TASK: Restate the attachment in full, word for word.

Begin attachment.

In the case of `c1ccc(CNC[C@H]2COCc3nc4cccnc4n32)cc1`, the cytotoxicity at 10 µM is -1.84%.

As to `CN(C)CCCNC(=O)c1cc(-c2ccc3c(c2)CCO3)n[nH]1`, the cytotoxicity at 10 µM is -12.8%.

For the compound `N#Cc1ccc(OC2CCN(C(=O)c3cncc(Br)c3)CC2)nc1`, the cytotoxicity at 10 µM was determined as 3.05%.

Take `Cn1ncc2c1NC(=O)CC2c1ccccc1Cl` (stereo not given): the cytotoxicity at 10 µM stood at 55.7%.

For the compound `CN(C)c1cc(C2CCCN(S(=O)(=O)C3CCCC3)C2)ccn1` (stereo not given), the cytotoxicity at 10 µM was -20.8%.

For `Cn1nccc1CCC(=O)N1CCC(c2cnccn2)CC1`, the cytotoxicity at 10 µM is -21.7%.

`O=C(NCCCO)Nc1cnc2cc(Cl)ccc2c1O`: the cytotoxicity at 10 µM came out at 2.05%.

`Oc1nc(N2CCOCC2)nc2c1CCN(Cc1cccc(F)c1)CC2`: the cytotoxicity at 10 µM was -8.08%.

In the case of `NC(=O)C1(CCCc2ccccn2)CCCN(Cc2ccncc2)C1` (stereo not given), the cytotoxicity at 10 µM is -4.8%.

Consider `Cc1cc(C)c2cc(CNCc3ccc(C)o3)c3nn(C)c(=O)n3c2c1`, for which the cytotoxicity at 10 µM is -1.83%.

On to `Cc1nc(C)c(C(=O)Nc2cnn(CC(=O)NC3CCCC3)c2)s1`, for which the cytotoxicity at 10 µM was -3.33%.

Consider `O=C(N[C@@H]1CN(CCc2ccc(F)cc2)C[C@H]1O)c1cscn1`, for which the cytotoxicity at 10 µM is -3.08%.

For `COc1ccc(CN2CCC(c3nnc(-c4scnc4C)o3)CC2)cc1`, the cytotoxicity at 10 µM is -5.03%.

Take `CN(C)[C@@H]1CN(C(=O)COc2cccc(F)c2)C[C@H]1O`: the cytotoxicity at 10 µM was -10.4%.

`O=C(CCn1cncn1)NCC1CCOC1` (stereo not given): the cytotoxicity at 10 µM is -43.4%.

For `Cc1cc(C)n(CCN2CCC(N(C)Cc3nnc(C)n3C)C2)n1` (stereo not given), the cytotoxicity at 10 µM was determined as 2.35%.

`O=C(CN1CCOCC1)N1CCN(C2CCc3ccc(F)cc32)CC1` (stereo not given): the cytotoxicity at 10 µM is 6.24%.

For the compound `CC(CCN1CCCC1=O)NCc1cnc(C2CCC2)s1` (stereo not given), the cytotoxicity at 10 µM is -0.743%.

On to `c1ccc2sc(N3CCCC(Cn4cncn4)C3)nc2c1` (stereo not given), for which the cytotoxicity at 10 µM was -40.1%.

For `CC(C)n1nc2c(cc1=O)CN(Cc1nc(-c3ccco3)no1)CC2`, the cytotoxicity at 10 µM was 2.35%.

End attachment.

In the case of `c1ccc(CNC[C@H]2COCc3nc4cccnc4n32)cc1`, the cytotoxicity at 10 µM is -1.84%.

As to `CN(C)CCCNC(=O)c1cc(-c2ccc3c(c2)CCO3)n[nH]1`, the cytotoxicity at 10 µM is -12.8%.

For the compound `N#Cc1ccc(OC2CCN(C(=O)c3cncc(Br)c3)CC2)nc1`, the cytotoxicity at 10 µM was determined as 3.05%.

Take `Cn1ncc2c1NC(=O)CC2c1ccccc1Cl` (stereo not given): the cytotoxicity at 10 µM stood at 55.7%.

For the compound `CN(C)c1cc(C2CCCN(S(=O)(=O)C3CCCC3)C2)ccn1` (stereo not given), the cytotoxicity at 10 µM was -20.8%.

For `Cn1nccc1CCC(=O)N1CCC(c2cnccn2)CC1`, the cytotoxicity at 10 µM is -21.7%.

`O=C(NCCCO)Nc1cnc2cc(Cl)ccc2c1O`: the cytotoxicity at 10 µM came out at 2.05%.

`Oc1nc(N2CCOCC2)nc2c1CCN(Cc1cccc(F)c1)CC2`: the cytotoxicity at 10 µM was -8.08%.

In the case of `NC(=O)C1(CCCc2ccccn2)CCCN(Cc2ccncc2)C1` (stereo not given), the cytotoxicity at 10 µM is -4.8%.

Consider `Cc1cc(C)c2cc(CNCc3ccc(C)o3)c3nn(C)c(=O)n3c2c1`, for which the cytotoxicity at 10 µM is -1.83%.

On to `Cc1nc(C)c(C(=O)Nc2cnn(CC(=O)NC3CCCC3)c2)s1`, for which the cytotoxicity at 10 µM was -3.33%.

Consider `O=C(N[C@@H]1CN(CCc2ccc(F)cc2)C[C@H]1O)c1cscn1`, for which the cytotoxicity at 10 µM is -3.08%.

For `COc1ccc(CN2CCC(c3nnc(-c4scnc4C)o3)CC2)cc1`, the cytotoxicity at 10 µM is -5.03%.

Take `CN(C)[C@@H]1CN(C(=O)COc2cccc(F)c2)C[C@H]1O`: the cytotoxicity at 10 µM was -10.4%.

`O=C(CCn1cncn1)NCC1CCOC1` (stereo not given): the cytotoxicity at 10 µM is -43.4%.

For `Cc1cc(C)n(CCN2CCC(N(C)Cc3nnc(C)n3C)C2)n1` (stereo not given), the cytotoxicity at 10 µM was determined as 2.35%.

`O=C(CN1CCOCC1)N1CCN(C2CCc3ccc(F)cc32)CC1` (stereo not given): the cytotoxicity at 10 µM is 6.24%.

For the compound `CC(CCN1CCCC1=O)NCc1cnc(C2CCC2)s1` (stereo not given), the cytotoxicity at 10 µM is -0.743%.

On to `c1ccc2sc(N3CCCC(Cn4cncn4)C3)nc2c1` (stereo not given), for which the cytotoxicity at 10 µM was -40.1%.

For `CC(C)n1nc2c(cc1=O)CN(Cc1nc(-c3ccco3)no1)CC2`, the cytotoxicity at 10 µM was 2.35%.